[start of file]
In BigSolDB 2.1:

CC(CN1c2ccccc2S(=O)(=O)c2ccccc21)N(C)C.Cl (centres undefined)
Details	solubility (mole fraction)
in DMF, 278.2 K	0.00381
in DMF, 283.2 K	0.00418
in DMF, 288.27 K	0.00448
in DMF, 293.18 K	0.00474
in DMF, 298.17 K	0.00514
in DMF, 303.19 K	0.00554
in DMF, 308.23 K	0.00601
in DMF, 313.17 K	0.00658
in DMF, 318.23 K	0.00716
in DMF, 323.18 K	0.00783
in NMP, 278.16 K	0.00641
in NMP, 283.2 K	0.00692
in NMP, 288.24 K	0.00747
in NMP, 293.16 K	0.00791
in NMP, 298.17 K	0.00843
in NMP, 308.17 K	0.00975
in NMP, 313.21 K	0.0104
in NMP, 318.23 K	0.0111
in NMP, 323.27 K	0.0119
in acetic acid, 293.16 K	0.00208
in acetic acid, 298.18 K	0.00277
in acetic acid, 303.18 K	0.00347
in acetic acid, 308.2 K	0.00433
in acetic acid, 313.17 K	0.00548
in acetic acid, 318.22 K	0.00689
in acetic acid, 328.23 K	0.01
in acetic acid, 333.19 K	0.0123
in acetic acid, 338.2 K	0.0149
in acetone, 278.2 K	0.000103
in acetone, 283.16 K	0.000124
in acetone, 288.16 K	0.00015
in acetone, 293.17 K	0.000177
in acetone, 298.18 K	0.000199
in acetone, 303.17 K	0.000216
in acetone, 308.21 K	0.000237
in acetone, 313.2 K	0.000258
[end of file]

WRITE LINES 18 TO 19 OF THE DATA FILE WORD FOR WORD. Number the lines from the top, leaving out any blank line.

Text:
in NMP, 298.17 K	0.00843
in NMP, 308.17 K	0.00975